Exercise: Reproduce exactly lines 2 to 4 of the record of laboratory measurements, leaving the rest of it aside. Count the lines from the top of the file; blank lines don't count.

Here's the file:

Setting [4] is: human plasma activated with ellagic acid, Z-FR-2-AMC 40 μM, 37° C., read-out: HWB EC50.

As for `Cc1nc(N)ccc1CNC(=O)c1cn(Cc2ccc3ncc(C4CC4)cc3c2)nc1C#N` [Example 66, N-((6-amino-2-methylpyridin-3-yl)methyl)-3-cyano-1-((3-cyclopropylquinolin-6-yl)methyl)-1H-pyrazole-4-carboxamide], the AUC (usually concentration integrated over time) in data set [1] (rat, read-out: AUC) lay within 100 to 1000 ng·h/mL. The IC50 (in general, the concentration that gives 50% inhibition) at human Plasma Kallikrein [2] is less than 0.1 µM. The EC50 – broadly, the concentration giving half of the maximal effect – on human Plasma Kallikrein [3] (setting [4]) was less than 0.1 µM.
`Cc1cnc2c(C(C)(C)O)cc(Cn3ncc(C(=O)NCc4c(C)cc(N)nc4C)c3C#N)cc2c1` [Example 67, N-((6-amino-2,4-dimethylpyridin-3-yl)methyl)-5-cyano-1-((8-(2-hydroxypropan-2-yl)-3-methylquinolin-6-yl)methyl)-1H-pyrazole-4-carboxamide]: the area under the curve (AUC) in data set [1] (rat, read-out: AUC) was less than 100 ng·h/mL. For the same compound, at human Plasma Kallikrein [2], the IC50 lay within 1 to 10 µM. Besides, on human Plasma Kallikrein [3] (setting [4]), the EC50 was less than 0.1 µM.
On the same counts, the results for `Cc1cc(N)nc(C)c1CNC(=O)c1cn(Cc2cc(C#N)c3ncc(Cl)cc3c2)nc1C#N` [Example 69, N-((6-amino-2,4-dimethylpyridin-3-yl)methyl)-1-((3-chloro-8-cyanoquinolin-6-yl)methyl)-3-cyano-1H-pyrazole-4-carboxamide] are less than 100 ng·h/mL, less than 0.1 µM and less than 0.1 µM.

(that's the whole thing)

As for `Cc1nc(N)ccc1CNC(=O)c1cn(Cc2ccc3ncc(C4CC4)cc3c2)nc1C#N` [Example 66, N-((6-amino-2-methylpyridin-3-yl)methyl)-3-cyano-1-((3-cyclopropylquinolin-6-yl)methyl)-1H-pyrazole-4-carboxamide], the AUC (usually concentration integrated over time) in data set [1] (rat, read-out: AUC) lay within 100 to 1000 ng·h/mL. The IC50 (in general, the concentration that gives 50% inhibition) at human Plasma Kallikrein [2] is less than 0.1 µM. The EC50 – broadly, the concentration giving half of the maximal effect – on human Plasma Kallikrein [3] (setting [4]) was less than 0.1 µM.
`Cc1cnc2c(C(C)(C)O)cc(Cn3ncc(C(=O)NCc4c(C)cc(N)nc4C)c3C#N)cc2c1` [Example 67, N-((6-amino-2,4-dimethylpyridin-3-yl)methyl)-5-cyano-1-((8-(2-hydroxypropan-2-yl)-3-methylquinolin-6-yl)methyl)-1H-pyrazole-4-carboxamide]: the area under the curve (AUC) in data set [1] (rat, read-out: AUC) was less than 100 ng·h/mL. For the same compound, at human Plasma Kallikrein [2], the IC50 lay within 1 to 10 µM. Besides, on human Plasma Kallikrein [3] (setting [4]), the EC50 was less than 0.1 µM.
On the same counts, the results for `Cc1cc(N)nc(C)c1CNC(=O)c1cn(Cc2cc(C#N)c3ncc(Cl)cc3c2)nc1C#N` [Example 69, N-((6-amino-2,4-dimethylpyridin-3-yl)methyl)-1-((3-chloro-8-cyanoquinolin-6-yl)methyl)-3-cyano-1H-pyrazole-4-carboxamide] are less than 100 ng·h/mL, less than 0.1 µM and less than 0.1 µM.